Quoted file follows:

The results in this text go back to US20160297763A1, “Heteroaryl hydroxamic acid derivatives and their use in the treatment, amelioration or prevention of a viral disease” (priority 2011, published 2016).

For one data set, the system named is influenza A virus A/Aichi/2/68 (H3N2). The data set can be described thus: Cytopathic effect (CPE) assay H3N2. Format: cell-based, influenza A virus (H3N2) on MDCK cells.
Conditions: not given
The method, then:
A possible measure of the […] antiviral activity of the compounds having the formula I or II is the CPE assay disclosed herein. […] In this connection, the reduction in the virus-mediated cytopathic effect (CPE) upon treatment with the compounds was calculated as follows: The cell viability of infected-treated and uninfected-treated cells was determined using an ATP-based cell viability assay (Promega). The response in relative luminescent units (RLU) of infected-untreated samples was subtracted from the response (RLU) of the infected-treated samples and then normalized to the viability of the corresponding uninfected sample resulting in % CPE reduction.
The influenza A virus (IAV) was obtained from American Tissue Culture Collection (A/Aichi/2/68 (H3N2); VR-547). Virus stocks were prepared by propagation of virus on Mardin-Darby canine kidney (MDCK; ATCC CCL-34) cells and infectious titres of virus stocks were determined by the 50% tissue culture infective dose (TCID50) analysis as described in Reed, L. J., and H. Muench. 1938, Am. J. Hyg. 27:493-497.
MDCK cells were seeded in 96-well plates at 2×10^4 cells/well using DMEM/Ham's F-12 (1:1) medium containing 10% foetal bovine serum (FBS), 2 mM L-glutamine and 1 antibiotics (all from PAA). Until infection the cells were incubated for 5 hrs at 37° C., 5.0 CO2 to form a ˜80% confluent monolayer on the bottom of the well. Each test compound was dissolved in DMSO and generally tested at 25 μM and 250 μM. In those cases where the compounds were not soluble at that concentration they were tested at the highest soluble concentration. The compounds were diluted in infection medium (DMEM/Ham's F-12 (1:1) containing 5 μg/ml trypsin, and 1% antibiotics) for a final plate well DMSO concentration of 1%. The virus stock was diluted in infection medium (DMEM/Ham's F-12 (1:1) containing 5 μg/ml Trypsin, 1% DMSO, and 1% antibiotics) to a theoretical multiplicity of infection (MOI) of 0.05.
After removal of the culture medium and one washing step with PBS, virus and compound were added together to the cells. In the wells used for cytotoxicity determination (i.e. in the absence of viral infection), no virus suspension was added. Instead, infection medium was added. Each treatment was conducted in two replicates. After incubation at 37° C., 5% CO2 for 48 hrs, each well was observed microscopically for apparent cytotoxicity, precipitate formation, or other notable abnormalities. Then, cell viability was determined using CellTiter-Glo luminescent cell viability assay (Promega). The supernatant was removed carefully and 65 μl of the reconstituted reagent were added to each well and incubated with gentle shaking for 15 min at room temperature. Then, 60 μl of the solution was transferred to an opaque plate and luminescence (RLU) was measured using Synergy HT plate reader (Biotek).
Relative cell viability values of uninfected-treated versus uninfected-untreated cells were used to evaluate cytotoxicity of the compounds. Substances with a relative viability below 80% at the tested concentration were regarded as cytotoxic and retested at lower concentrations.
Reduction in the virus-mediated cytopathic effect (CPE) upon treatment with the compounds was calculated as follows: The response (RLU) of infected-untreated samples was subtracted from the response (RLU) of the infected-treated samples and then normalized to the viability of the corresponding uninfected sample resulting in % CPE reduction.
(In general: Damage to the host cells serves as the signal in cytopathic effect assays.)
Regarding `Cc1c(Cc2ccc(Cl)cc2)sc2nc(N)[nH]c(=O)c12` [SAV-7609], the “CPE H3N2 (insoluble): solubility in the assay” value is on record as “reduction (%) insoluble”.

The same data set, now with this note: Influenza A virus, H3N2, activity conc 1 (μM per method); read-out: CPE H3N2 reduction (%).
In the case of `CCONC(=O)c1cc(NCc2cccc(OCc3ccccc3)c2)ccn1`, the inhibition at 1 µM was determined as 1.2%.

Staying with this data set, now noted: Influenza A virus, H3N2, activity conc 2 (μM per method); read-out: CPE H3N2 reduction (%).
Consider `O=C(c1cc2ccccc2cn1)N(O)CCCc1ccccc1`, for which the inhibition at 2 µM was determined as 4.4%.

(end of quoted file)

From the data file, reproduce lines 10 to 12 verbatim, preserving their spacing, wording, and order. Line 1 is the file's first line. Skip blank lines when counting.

Reduction in the virus-mediated cytopathic effect (CPE) upon treatment with the compounds was calculated as follows: The response (RLU) of infected-untreated samples was subtracted from the response (RLU) of the infected-treated samples and then normalized to the viability of the corresponding uninfected sample resulting in % CPE reduction.
(In general: Damage to the host cells serves as the signal in cytopathic effect assays.)
Regarding `Cc1c(Cc2ccc(Cl)cc2)sc2nc(N)[nH]c(=O)c12` [SAV-7609], the “CPE H3N2 (insoluble): solubility in the assay” value is on record as “reduction (%) insoluble”.